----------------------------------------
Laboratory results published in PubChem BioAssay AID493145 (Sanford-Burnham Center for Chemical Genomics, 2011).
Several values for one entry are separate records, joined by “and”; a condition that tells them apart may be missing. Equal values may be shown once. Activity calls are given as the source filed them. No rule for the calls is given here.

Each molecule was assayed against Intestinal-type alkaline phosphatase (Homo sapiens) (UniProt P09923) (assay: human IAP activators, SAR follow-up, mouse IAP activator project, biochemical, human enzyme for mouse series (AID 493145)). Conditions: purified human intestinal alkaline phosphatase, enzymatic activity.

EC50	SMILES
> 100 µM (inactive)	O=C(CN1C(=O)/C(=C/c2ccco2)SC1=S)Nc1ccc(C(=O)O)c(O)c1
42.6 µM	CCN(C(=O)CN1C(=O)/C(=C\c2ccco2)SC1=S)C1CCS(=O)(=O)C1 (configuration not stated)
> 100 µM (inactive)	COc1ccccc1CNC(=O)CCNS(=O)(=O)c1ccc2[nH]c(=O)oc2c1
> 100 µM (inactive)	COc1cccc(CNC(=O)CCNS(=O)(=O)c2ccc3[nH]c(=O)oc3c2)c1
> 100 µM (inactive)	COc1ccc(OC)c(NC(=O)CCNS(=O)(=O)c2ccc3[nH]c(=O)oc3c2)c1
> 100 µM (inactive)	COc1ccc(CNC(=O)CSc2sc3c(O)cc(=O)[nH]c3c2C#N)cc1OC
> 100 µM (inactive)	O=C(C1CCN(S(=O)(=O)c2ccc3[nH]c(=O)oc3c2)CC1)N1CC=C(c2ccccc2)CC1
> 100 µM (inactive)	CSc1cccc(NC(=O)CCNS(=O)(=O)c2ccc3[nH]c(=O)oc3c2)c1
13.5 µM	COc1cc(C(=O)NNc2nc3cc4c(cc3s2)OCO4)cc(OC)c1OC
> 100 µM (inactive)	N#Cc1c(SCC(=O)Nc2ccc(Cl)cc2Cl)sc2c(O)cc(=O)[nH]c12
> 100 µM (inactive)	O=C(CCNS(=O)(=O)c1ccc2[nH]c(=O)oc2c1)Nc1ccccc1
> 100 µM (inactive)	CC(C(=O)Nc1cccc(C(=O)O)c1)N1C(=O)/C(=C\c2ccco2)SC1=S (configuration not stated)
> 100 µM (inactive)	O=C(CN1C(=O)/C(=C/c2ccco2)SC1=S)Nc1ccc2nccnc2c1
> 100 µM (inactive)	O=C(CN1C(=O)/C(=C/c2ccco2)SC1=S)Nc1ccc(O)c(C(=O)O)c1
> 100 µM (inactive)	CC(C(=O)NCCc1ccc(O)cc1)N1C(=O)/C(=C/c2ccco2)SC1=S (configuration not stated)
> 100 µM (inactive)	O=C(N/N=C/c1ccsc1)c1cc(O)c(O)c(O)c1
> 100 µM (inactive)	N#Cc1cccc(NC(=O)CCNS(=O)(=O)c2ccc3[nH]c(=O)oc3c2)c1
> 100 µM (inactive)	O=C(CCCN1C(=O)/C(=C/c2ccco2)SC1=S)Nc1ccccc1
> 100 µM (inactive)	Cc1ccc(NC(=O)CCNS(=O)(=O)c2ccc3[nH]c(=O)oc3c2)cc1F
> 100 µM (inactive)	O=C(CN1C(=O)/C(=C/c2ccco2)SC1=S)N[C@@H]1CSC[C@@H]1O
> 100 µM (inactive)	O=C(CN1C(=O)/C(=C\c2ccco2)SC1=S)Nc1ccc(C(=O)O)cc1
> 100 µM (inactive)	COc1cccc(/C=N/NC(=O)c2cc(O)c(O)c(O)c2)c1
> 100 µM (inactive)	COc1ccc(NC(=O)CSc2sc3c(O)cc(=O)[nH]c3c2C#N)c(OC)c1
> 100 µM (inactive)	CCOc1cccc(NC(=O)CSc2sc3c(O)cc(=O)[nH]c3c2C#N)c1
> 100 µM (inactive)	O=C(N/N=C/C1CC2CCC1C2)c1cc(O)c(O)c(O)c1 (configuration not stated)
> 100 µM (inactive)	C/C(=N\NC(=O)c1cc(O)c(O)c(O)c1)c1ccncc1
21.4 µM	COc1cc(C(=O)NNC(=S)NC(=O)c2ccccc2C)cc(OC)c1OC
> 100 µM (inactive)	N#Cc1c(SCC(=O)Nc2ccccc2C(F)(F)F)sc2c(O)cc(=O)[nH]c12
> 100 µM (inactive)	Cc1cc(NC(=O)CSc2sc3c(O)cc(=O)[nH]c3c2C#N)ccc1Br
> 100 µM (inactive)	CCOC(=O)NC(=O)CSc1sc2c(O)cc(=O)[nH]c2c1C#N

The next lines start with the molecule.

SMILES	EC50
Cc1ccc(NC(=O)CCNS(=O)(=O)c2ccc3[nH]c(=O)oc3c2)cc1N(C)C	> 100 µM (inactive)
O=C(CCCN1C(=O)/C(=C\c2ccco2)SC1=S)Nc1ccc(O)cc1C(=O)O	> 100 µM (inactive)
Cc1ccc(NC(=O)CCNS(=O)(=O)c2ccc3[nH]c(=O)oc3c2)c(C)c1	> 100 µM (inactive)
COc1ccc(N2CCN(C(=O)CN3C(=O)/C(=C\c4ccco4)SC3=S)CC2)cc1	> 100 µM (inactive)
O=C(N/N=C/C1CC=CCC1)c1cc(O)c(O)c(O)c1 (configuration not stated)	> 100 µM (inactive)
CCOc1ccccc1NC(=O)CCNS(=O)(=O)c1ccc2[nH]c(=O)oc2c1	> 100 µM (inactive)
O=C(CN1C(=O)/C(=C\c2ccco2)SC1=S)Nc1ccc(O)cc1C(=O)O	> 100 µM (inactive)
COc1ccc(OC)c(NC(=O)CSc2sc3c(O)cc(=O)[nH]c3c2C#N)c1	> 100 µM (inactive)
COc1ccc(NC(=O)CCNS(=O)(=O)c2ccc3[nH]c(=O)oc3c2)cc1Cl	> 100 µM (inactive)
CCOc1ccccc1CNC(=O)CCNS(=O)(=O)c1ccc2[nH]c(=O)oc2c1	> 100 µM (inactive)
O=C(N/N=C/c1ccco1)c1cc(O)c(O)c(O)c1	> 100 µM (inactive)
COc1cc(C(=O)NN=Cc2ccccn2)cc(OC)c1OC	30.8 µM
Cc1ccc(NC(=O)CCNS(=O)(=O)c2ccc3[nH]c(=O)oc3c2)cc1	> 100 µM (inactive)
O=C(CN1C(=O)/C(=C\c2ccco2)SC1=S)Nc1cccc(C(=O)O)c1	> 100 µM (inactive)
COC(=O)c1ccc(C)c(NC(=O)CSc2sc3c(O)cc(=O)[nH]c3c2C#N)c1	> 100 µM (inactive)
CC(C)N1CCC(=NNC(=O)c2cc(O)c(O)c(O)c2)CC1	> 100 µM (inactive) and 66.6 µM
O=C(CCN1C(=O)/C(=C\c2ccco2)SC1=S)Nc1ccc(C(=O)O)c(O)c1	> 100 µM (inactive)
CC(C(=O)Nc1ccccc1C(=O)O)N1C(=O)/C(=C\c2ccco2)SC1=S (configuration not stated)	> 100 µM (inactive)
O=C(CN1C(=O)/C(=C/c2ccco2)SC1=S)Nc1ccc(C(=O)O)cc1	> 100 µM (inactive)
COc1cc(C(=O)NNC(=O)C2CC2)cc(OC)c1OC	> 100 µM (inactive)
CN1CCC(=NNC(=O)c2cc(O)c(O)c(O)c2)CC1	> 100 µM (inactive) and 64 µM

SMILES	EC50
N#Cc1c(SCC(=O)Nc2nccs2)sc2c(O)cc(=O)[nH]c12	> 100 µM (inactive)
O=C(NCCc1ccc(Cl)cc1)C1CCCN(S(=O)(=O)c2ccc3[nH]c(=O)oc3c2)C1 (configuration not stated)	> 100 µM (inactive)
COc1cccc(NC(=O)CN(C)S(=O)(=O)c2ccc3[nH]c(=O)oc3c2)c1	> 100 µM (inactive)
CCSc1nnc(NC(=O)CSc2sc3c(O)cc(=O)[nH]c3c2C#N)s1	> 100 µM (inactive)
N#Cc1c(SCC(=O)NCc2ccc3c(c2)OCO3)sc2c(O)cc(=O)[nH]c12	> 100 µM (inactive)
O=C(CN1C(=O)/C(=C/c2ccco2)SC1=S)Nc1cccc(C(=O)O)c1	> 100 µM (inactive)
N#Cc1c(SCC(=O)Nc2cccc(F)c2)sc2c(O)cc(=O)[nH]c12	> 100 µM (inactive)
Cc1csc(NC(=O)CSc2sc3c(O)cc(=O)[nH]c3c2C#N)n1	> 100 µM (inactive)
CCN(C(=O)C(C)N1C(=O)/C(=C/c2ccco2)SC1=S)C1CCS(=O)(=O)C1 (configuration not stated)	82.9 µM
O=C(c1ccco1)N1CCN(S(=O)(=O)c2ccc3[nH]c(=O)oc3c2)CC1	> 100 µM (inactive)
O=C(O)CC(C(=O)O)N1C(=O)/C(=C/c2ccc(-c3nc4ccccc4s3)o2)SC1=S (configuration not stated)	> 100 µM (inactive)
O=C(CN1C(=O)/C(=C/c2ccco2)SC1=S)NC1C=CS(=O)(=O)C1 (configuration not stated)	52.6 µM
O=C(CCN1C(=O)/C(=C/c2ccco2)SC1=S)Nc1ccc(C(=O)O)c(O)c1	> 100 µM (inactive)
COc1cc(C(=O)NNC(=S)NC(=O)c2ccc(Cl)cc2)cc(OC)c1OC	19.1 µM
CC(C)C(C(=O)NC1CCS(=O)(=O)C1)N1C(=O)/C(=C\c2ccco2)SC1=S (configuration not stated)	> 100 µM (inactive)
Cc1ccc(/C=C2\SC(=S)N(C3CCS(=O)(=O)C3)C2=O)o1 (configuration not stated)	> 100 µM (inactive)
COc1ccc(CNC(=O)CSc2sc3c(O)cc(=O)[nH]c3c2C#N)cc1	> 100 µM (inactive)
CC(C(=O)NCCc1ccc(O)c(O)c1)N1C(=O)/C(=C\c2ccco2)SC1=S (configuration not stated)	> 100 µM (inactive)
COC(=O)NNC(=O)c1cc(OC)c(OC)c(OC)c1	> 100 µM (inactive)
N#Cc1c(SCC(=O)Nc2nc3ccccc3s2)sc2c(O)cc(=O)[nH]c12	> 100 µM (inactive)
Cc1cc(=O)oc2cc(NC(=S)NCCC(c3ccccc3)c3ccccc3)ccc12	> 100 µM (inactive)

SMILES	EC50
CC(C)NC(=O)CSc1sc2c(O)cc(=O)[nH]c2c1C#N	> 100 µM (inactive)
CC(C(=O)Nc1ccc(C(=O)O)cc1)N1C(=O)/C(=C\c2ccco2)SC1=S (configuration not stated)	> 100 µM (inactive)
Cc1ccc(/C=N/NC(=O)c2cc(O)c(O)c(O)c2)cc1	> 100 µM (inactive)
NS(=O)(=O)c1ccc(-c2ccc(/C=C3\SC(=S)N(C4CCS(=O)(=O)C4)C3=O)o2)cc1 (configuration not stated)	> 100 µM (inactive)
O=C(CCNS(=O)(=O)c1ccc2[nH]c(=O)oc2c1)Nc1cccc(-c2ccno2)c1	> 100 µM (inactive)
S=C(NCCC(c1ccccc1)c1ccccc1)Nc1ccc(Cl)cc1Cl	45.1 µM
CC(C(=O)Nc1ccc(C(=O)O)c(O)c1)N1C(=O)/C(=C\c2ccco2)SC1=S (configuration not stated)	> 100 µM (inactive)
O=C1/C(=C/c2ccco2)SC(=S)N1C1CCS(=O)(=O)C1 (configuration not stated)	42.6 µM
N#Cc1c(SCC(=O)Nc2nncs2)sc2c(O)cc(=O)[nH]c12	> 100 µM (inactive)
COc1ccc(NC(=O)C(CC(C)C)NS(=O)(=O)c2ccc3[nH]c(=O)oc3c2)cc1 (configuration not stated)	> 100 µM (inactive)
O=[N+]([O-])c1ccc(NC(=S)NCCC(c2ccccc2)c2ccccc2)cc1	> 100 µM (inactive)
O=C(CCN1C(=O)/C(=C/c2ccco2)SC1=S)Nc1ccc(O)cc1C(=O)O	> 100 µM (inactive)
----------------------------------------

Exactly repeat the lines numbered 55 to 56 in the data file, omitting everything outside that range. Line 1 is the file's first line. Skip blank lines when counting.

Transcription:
O=C(CN1C(=O)/C(=C/c2ccco2)SC1=S)Nc1ccc(C(=O)O)cc1	> 100 µM (inactive)
COc1cc(C(=O)NNC(=O)C2CC2)cc(OC)c1OC	> 100 µM (inactive)